For the past four years, I have been blogging about the process of making films, curating and sharing the most useful videos I could find. This one is, quite unequivocally, the single best I've seen on the topic of film editing.
It comes, probably to no one's surprise, from Tony Zhou and Taylor Ramos, whose YouTube channel Every Frame A Painting is a literal treasure trove of thoughtful, well-crafted video essays on filmmaking and film criticism.
And unlike many of the editing videos on YouTube, which seem chiefly concerned with teaching people how to use specific pieces of software, Tony's new video goes deeper. In it, he seeks to uncover something seemingly intangible — how humans, in all of our beautiful and complex imperfection, impact the art of film editing.
I won't say any more than that. So sit back, relax, and get ready to have your sense of the editor's craft expanded a little bit.
While there are a few very tangible, actionable, and insightful takeaways from this video (all of which I'll talk about momentarily), there is one incredibly important and overarching point that warrants a quick discussion.
And it's this: editing is instinctual and individual. It's tied to how we view the world, to our internal sense of rhythm. It's an extension of our empathy, and a vehicle for us to convey subtle, yet extremely powerful emotional signals to an audience.
In other words, editing is art, and it's way more complicated than simply slapping some shots together, hitting export, and calling it a day.
With that philosophical section out of the way, here are some other key takeaways from the video that you will be able to apply to your editing right away.
First up is film editing's inextricable relationship with eyes.
Many of the great film editors throughout the past 50 years or so have noted that they pay critical attention to the eyes (and the blinks) of the characters onscreen. It's through these subtle and often subliminal signals that the editor (and therefore the film's audience) is able to understand the thoughts and emotional state of a character.
So, if you watch nothing else in a scene, watch the eyes. They'll guide you where you need to go, showing you when and what to cut to next.
Second is the idea that the transmission of emotion takes time.
This is a simple idea, but one that may be in jeopardy as speedy, frenetic editing becomes the norm, especially in bigger budget flicks. But as Zhou says in the video, "People aren't machines. We need time to feel the emotions. And if the movie doesn't give it to us, we don't believe it."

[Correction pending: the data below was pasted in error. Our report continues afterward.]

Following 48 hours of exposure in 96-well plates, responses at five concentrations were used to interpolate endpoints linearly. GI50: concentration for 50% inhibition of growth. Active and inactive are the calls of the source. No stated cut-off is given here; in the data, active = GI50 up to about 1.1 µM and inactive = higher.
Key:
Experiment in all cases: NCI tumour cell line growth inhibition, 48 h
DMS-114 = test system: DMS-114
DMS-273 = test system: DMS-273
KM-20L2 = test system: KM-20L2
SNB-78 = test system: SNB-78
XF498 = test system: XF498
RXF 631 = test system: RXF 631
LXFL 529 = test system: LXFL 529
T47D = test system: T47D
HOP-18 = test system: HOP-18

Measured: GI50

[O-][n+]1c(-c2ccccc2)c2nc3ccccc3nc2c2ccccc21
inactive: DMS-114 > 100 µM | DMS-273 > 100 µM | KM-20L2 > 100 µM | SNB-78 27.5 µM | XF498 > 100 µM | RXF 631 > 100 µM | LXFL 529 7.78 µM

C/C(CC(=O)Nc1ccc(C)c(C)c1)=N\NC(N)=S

So let your scenes breath if they need it. As a general rule of thumb, the more complex, subtle, and intricate an onscreen emotion is, the more time the audience will need in order to fully internalize it. There are always exceptions to rules like that, but it's a great place to start.
Third, make sure you pay close attention to the natural rhythm of each shot, as it can inform how and when you cut.
This one is really subtle, but if you watch a shot or a sequence several times, you will start to feel its inherent rhythm. Whether it comes from something obvious like repeated movement through the frame, or something faint and barely noticeable like a character's breathing pattern, these internal cadences subconsciously influence how an audience will feel the pace of the scene.
As such, they can also dictate both the pacing and timing of your edits. You can cut with a scene's rhythm or against it so long as that choice is motivated by the story.
Fourth on the list, know the difference between invisible and visible editing, and when each technique is appropriate for your specific story.
Invisible editing is how most of us are taught to cut. "If the audience doesn't notice the edits, then you've done your job," you'll hear professors and professionals alike tell the world. And while invisible editing is one of the keys for fully immersing an audience into a story, it's also important to consider more jarring "visible" cuts on the table.
The key here is to realize that editing itself can help convey emotion and subtext. For instance, in a scene where a character trashes his room in a fit of rage, it might make sense to cut in a way that mimics and reinforces that emotion. The editing might consist of violent smash cuts, frenetic uneven pacing, and jarring jump cuts.
Lastly, and this point is the most important, if you watch any image, you'll see that it has an inherent emotional quality and a unique rhythm. It's your job as an editor to feel the best place to cut.
And because we're all unique, with our own histories and emotions and innate senses of rhythm, none of us will make that cut in exactly the same way.
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